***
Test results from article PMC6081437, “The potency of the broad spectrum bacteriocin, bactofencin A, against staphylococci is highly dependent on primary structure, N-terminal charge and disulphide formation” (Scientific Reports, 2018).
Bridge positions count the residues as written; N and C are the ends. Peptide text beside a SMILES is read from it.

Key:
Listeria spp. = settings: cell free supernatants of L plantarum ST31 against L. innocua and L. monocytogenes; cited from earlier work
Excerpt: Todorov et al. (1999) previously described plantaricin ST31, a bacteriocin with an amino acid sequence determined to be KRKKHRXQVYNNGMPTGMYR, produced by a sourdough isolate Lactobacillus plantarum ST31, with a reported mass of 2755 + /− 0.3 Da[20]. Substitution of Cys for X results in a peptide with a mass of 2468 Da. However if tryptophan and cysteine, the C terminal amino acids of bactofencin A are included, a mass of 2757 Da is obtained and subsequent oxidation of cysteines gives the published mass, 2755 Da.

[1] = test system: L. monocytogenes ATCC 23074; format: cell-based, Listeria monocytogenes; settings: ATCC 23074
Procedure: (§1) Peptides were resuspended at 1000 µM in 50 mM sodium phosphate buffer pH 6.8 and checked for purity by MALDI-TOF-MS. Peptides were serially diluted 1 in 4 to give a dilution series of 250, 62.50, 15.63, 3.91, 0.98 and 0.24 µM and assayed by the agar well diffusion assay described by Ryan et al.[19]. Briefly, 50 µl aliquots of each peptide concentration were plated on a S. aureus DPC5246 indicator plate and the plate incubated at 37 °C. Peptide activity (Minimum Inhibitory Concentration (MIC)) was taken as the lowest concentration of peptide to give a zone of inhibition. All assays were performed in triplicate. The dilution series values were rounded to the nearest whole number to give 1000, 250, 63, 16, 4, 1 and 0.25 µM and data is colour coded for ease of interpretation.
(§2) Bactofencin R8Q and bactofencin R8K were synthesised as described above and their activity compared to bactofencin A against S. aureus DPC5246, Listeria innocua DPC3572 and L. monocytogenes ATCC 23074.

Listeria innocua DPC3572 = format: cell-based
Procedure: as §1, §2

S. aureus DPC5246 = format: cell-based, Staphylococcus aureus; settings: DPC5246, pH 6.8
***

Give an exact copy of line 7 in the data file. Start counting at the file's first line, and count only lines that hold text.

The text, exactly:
Procedure: (§1) Peptides were resuspended at 1000 µM in 50 mM sodium phosphate buffer pH 6.8 and checked for purity by MALDI-TOF-MS. Peptides were serially diluted 1 in 4 to give a dilution series of 250, 62.50, 15.63, 3.91, 0.98 and 0.24 µM and assayed by the agar well diffusion assay described by Ryan et al.[19]. Briefly, 50 µl aliquots of each peptide concentration were plated on a S. aureus DPC5246 indicator plate and the plate incubated at 37 °C. Peptide activity (Minimum Inhibitory Concentration (MIC)) was taken as the lowest concentration of peptide to give a zone of inhibition. All assays were performed in triplicate. The dilution series values were rounded to the nearest whole number to give 1000, 250, 63, 16, 4, 1 and 0.25 µM and data is colour coded for ease of interpretation.